Joseph William GILHOLM

New South Wales Police Force

Regd. #   ?

Rank:  Constable

Stations?, Camden Haven, Kerrabee, Gloucester, Forster O.I.C.

ServiceFrom  ? ? about 1890?  to  22 February 1902 = 12+ years Service

Awards:  No find on It’s An Honour

Born? ? about April – June 1865? of Rothbury, England

Died on:  Saturday  22 February 1902

Age:  36

CauseInjuries received when thrown from horse returning from the Taree races on Duty.  5 broken right ribs, rupture of lower lobe of left lung, laceration to right kidney.

Event date:  Saturday  15 February 1902

Event location:  Brown’s Creek hill – between Racecourse & Taree

Death date:  Saturday  22 February 1902

Death location:  Manning River District Hospital, Taree @ 10.30am

Inquest date:  Taree Court on Saturday 22 February 1902

Funeral date:  Sunday 23 February 1902 @  ?pm

Funeral location:  Dawson Cemetery

Buried at?

 Memorial at?

 

 
JOSEPH is NOT mentioned on the Police Wall of Remembrance
  * BUT SHOULD BE

 

 

 

FURTHER INFORMATION IS NEEDED ABOUT THIS PERSON, THEIR LIFE, THEIR CAREER AND THEIR DEATH.

PLEASE SEND PHOTOS AND INFORMATION TO Cal

May they forever Rest In Peace

THIS MAN WAS KILLED ‘ON DUTY’ BUT IS NOT MENTIONED ON THE POLICE WALL OR REMEMBRANCE

 

 

Manning River Times and Advocate for the Northern Coast Districts of New South Wales (Taree, NSW : 1898 – 1954), Wednesday 26 February 1902, page 3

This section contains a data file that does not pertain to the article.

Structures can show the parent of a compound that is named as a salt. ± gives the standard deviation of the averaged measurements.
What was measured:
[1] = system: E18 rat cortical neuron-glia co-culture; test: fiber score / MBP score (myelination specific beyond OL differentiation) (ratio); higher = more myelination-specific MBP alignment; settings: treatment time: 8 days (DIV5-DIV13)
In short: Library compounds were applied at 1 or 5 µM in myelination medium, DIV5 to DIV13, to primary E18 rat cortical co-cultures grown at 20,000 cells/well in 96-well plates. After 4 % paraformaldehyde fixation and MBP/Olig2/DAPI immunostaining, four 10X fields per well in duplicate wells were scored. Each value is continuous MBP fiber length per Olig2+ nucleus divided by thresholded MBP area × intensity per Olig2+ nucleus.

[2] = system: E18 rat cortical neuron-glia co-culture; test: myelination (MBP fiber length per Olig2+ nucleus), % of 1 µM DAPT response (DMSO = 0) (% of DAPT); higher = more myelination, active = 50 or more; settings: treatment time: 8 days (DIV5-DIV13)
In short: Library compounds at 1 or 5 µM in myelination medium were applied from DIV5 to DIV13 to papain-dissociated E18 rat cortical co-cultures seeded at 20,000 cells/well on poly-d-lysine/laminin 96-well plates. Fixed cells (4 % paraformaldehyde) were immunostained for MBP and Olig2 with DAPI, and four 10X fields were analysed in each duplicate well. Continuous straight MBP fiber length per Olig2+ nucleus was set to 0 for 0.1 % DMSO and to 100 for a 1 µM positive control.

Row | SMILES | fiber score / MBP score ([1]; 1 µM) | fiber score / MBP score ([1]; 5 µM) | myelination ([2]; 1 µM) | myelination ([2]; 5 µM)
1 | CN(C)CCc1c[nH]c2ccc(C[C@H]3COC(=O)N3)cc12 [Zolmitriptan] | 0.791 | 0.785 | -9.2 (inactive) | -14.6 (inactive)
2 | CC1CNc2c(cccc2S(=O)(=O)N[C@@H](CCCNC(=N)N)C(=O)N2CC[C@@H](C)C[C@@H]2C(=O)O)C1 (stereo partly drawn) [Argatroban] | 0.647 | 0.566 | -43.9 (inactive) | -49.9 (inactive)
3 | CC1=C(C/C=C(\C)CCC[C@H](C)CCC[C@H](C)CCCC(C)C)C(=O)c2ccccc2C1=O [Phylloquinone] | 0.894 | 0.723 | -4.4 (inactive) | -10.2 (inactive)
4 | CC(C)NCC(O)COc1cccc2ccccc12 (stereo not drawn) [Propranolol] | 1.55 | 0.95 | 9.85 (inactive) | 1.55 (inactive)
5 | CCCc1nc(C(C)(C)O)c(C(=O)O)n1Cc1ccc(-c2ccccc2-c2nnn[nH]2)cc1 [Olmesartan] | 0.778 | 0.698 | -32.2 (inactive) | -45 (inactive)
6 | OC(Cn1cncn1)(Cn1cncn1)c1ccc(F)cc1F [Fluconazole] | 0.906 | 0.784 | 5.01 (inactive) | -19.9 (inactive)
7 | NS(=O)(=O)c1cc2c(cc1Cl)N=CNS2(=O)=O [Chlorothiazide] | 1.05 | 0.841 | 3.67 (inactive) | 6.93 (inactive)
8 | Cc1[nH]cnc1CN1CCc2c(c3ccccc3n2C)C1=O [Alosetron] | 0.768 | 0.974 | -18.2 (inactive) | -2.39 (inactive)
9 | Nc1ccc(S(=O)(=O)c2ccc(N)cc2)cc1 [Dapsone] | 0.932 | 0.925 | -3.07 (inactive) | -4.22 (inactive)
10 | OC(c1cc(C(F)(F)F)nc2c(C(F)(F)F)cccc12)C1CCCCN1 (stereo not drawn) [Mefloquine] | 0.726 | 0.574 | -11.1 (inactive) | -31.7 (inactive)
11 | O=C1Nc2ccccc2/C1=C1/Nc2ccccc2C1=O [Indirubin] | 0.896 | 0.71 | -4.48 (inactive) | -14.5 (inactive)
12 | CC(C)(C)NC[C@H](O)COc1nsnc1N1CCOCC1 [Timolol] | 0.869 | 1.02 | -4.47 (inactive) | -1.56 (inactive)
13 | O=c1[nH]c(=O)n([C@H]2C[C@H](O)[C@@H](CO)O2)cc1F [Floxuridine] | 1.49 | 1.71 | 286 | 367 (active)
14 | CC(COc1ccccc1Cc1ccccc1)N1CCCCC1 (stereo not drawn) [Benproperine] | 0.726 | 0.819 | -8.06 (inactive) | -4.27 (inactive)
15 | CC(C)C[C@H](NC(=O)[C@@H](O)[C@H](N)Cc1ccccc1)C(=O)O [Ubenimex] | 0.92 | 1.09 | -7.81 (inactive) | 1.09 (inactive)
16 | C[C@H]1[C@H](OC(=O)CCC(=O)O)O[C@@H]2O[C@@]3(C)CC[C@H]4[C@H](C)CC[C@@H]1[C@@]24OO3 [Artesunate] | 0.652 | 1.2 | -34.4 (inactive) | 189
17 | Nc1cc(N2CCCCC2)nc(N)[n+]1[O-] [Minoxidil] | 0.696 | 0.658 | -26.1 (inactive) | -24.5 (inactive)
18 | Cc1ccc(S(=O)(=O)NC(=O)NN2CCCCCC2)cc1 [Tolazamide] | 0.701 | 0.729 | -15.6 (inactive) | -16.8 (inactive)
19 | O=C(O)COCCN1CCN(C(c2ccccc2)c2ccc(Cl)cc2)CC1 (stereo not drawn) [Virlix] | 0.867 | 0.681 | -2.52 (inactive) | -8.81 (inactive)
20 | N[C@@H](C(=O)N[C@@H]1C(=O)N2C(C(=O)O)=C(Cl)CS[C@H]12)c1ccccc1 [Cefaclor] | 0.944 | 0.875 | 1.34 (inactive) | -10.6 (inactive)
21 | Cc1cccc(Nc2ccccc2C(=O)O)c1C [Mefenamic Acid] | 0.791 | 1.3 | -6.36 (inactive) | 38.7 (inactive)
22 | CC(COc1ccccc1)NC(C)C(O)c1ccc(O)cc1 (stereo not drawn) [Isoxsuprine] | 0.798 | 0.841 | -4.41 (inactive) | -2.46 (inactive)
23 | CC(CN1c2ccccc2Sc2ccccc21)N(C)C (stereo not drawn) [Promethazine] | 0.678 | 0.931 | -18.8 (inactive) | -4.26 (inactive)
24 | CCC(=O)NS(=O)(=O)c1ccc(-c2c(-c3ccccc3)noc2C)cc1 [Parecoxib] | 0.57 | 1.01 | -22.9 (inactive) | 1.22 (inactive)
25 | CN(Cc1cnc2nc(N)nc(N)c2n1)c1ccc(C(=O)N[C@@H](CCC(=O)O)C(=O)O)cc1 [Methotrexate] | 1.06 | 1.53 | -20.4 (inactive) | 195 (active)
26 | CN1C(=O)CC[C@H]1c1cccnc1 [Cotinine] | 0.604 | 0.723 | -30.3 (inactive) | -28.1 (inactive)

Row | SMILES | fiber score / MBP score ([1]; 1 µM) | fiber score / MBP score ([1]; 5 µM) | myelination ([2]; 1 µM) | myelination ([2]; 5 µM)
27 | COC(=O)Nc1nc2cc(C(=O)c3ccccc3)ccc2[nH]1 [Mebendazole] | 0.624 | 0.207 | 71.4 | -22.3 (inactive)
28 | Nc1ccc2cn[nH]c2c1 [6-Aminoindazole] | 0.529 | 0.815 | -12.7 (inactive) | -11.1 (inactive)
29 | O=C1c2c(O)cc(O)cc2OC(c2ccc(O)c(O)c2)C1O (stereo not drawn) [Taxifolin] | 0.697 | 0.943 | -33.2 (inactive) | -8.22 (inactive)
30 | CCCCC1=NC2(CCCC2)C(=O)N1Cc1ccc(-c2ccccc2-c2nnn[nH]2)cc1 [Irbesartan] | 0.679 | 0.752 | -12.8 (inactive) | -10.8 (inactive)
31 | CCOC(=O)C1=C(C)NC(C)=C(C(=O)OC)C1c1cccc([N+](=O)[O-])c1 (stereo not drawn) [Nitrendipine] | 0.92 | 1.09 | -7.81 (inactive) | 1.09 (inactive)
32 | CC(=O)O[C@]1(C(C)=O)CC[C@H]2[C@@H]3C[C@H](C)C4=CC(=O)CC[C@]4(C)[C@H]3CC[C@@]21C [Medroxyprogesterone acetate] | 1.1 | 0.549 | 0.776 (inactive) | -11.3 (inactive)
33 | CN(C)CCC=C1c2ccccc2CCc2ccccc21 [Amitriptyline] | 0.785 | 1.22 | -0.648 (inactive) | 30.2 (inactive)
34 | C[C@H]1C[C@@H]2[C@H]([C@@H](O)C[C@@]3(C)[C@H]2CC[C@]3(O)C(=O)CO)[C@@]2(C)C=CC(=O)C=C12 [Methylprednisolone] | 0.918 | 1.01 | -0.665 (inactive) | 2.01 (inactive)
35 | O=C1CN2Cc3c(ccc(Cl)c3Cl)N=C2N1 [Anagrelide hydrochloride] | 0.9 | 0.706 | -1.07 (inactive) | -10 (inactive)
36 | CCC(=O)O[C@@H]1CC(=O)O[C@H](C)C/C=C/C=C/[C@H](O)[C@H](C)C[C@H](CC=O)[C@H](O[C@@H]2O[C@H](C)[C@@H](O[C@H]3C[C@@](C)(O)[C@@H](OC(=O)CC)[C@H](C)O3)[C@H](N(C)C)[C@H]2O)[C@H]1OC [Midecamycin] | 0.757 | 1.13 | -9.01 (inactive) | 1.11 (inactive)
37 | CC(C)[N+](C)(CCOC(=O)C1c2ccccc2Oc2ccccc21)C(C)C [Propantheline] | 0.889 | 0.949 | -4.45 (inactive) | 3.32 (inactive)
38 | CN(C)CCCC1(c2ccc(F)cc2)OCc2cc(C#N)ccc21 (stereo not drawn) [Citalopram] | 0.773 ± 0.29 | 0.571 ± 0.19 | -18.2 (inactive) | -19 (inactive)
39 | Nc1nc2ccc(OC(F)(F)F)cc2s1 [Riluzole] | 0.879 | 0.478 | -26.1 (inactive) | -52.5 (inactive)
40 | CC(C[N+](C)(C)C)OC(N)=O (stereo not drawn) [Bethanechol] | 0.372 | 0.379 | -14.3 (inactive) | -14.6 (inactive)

Death of Constable Gilholm.

MAGISTERIAL INQUIRY.

A Magisterial Inquiry was held at the Court House, Taree, on Saturday afternoon last, by the District Coroner, Mr. W. N. Dove, P.M., concerning the death, in the M. R. D. Hospital at 10.30 that morning, of Constable J. W. Gilholm, of Forster, who received injuries while returning from duty at the Taree races on the previous Saturday afternoon.

Sergeant Hogan deposed: I am a Sergeant of Police, stationed at Taree. I have seen the body of Joseph William Gilholm, now lying dead at the Taree Hospital this day. He was 36 years of age, and was a native of Rothbury, England. He has been a member of the N. S. W. police force for over 12 years, and was till the time of his death in charge of Forster police station.

On the evening of the 12th instant he arrived at Taree station, for special duty at the Taree Show. On the morning of the 15th. about 8 a.m., I gave him instructions to attend the Taree races that day, with other mounted men.